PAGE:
News that 70 jobs are to be lost in Tipperary town with the closure of McDonald’s mushroom growing facility, has been described as a “hammer blow” to the local economy.
“There are now 1,400 people unemployed in Tipperary town,” Cllr Denis Leahy told the Tipperary Star.
“We have to go to the government and highlight our needs at this time. We have no replacement got for PALL (healthcare manufacturers which closed in 2011), and this is 70 jobs lost on top of that. I’m afraid to say where will these jobs come from, and how will they be replaced?”
McDonald Mushrooms closed on Wednesday morning with the managing director Peter McDonald directly blaming the closure on Britain’s decision to leave the EU. The fall in the value of Sterling has eroded McDonald’s earnings by up to 17%, meaning they can no longer pay staff or meet overheads. The mushroom grower has been in operation for 17 years near Tipperary town.
Many of the employees are from Eastern Europe, and many will now be left wondering about their future in the town. Cllr Leahy said the closure will severely impact spending in local shops, and have knock on effects in local retailing.
Without PALL and McDonald’s the whole retail sector in Tipp town has a bleak outlook, said Cllr Leahy.
Many of the East Europeans who worked for McDonalds have integrated well into the area, and have become part and parcel of the local schools and clubs. “Their children go to our schools. They shop in our shops. They’re indigenous to us as well.”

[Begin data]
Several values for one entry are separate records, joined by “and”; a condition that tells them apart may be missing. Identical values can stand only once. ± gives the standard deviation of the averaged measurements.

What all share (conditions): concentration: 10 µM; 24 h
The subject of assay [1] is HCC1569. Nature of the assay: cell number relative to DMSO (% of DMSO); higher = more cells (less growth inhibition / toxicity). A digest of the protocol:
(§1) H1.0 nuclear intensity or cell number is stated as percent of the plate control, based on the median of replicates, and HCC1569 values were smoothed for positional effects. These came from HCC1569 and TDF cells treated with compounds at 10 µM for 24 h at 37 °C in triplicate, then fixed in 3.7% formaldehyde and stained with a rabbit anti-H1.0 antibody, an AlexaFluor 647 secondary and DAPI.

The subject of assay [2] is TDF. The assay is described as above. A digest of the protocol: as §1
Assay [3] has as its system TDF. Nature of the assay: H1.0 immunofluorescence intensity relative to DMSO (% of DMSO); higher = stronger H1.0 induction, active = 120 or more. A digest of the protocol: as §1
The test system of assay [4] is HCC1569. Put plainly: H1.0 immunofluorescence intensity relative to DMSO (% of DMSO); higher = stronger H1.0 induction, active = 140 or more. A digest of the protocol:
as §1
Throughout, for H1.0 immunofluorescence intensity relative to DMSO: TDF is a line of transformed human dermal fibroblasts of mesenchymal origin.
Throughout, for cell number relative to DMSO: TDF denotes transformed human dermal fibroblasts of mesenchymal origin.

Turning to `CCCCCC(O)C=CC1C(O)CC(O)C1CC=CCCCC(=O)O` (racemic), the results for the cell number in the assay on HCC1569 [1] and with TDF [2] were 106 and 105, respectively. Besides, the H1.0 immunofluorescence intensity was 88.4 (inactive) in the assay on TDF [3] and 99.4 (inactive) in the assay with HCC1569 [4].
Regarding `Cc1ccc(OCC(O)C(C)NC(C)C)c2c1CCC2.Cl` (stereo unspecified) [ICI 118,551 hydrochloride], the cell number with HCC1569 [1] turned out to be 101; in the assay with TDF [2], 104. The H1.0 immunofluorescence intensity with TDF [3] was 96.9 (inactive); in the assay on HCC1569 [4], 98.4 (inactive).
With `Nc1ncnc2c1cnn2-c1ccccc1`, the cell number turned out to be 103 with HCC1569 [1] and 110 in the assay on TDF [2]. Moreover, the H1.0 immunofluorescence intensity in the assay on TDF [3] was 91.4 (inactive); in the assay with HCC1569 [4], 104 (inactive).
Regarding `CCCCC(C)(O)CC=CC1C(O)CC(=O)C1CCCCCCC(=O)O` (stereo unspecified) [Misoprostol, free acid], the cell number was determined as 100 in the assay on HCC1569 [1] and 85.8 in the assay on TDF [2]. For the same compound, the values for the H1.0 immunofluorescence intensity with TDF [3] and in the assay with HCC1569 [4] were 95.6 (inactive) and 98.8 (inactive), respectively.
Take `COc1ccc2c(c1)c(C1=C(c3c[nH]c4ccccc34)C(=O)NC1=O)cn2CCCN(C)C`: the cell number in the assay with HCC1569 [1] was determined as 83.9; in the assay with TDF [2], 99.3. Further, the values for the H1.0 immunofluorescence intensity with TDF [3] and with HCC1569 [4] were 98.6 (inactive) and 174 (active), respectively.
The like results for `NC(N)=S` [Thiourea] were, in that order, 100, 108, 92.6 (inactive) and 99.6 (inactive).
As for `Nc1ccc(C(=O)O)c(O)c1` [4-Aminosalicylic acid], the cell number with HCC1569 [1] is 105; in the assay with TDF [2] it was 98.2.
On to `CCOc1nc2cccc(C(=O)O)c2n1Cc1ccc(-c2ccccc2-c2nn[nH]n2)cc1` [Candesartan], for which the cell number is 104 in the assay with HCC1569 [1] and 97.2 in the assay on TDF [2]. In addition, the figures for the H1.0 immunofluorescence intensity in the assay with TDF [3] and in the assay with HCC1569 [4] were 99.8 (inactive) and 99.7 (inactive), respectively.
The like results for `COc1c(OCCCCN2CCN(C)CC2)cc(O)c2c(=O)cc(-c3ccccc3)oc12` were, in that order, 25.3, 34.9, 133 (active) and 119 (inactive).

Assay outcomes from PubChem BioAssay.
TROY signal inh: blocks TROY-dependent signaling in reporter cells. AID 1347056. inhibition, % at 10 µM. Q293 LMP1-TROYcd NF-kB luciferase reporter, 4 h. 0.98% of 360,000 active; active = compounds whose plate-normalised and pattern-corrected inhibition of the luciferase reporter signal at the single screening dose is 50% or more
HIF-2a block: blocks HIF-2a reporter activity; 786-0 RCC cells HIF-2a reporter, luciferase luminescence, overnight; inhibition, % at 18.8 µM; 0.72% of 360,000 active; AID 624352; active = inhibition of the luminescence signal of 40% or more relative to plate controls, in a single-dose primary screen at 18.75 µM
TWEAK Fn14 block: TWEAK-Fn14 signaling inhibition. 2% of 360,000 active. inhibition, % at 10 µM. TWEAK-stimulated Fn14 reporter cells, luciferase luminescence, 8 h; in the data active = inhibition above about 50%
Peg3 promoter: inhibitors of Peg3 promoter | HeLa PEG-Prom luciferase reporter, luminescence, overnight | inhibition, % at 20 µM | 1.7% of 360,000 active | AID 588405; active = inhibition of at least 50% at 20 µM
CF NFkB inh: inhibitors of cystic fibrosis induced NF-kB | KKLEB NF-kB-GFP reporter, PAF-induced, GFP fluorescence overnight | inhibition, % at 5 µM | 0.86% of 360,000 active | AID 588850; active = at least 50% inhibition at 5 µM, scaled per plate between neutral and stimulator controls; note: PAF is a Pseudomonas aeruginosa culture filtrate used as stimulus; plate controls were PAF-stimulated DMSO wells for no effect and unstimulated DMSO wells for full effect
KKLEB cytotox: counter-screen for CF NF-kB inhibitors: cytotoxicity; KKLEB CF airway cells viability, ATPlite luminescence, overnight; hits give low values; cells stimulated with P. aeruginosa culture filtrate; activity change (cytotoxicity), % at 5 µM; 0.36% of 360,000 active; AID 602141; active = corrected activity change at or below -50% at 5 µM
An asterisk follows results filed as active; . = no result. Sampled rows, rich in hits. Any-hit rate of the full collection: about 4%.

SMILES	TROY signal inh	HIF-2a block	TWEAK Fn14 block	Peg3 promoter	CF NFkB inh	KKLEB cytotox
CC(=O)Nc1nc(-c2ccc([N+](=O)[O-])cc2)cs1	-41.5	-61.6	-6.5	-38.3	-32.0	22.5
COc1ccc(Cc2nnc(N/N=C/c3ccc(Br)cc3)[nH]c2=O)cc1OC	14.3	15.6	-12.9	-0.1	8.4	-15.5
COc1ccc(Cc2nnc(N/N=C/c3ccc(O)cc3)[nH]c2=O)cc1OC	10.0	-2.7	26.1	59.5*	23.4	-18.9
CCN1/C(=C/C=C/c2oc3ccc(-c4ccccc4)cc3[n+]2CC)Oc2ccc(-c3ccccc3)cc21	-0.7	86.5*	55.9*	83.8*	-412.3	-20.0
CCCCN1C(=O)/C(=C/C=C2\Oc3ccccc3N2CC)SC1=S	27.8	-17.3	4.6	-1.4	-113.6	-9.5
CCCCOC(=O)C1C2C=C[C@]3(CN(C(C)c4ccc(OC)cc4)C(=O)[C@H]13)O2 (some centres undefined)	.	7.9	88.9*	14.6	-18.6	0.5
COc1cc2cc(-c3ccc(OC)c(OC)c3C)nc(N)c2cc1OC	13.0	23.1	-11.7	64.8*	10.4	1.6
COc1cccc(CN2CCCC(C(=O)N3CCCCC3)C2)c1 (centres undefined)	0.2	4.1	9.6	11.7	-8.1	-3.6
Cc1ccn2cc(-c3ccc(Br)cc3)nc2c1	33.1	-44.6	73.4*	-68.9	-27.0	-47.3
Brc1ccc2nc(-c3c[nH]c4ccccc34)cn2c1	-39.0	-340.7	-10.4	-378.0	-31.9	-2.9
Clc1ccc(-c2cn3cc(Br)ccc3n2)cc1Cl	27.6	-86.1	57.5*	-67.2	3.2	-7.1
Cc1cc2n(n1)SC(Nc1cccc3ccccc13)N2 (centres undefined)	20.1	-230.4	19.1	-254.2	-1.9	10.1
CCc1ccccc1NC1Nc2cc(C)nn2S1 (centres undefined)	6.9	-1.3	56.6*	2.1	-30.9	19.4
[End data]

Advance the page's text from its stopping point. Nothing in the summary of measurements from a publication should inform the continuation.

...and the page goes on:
Confidence is at a low ebb. “People are asking what else can happen to Tipperary town? And whose going to come in and do something for us? We’ve been hammered so much. We’ve been hit again and again. The government is not doing anything for us.”
Cllr Leahy said pressure should be put on the IDA and local TDs to up their game. “The IDA haven’t done anything for the town. It’s actually the truth. Rural Ireland is not going to go well, when towns like Tipperary are losing 70 jobs. That gap needs to be filled, and those jobs restored.”
“I’d ask that Tipperary’s five TDs put their shoulders to the wheel, and once and for all redress this loss. There’s not much else we can lose. For our town to survive, we need five TDs working together on our behalf.”
Tipperary has 12 other similar mushroom growing companies which are under pressure from the fall in the value of the pound sterling, following the UK’s decision to leave the EU. “Little did I think that Tipperary town would be the first to feel the effects of ‘Brexit,” added Cllr Leahy. “The government must do something for Tipperary town.”
Independent TD Mattie McGrath said a taskforce should be set up to reverse Tipperary's slide into an economic blackspot.
“The fact that parts of Tipperary and rural Tipperary in particular are suffering from deeply ingrained problems with retaining employment is something I have been bringing to the government’s attention for some time now.
“In June I confronted the Taoiseach during Leaders Questions with the fact that unemployment in the South East generally is at crisis levels and is rising.
“It currently stands at 12.5% compared to other regions that are experiencing a national trend of 8.4%.There is therefore no excuse for the government not to immediately establish a fully resourced taskforce in order to escalate IDA development and support indigenous growth opportunities in rural Ireland.
“Tipperary Town now has just under 1500 people who are unemployed which when you consider the relative size of the area is absolutely devastating.
“There are a whole host of areas that need to be addressed such as the broader impact of minimum wage laws and the lack of a clear and urgent response to the Brexit result.
“This is rapidly leading to problems becoming deeply entrenched with areas like rural Tipperary being hit hardest as they slide into the status of economic blackspots.
“I will be in constant communication with the Minister’s office on this matter given how clear it now is that we are witnessing the decimation of entire rural economies,” concluded Deputy McGrath.